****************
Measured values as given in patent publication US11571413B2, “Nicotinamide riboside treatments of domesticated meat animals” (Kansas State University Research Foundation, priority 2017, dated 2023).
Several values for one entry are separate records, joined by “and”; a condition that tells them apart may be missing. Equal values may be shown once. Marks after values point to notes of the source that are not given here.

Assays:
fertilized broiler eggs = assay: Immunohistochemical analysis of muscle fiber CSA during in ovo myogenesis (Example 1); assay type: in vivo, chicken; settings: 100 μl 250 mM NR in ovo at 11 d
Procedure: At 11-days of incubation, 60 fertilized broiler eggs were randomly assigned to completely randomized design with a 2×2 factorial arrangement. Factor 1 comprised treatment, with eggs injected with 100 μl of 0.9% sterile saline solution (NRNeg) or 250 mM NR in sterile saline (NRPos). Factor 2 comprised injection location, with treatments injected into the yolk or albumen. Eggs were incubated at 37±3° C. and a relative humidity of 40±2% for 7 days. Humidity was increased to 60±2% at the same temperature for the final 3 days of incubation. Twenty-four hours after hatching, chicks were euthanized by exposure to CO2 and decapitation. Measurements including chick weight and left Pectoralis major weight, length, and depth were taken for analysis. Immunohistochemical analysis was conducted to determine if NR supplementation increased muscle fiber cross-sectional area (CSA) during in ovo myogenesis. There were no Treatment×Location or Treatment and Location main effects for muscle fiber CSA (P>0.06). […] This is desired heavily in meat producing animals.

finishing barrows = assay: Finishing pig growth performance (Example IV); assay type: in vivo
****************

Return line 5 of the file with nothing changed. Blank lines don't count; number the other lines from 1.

Procedure: At 11-days of incubation, 60 fertilized broiler eggs were randomly assigned to completely randomized design with a 2×2 factorial arrangement. Factor 1 comprised treatment, with eggs injected with 100 μl of 0.9% sterile saline solution (NRNeg) or 250 mM NR in sterile saline (NRPos). Factor 2 comprised injection location, with treatments injected into the yolk or albumen. Eggs were incubated at 37±3° C. and a relative humidity of 40±2% for 7 days. Humidity was increased to 60±2% at the same temperature for the final 3 days of incubation. Twenty-four hours after hatching, chicks were euthanized by exposure to CO2 and decapitation. Measurements including chick weight and left Pectoralis major weight, length, and depth were taken for analysis. Immunohistochemical analysis was conducted to determine if NR supplementation increased muscle fiber cross-sectional area (CSA) during in ovo myogenesis. There were no Treatment×Location or Treatment and Location main effects for muscle fiber CSA (P>0.06). […] This is desired heavily in meat producing animals.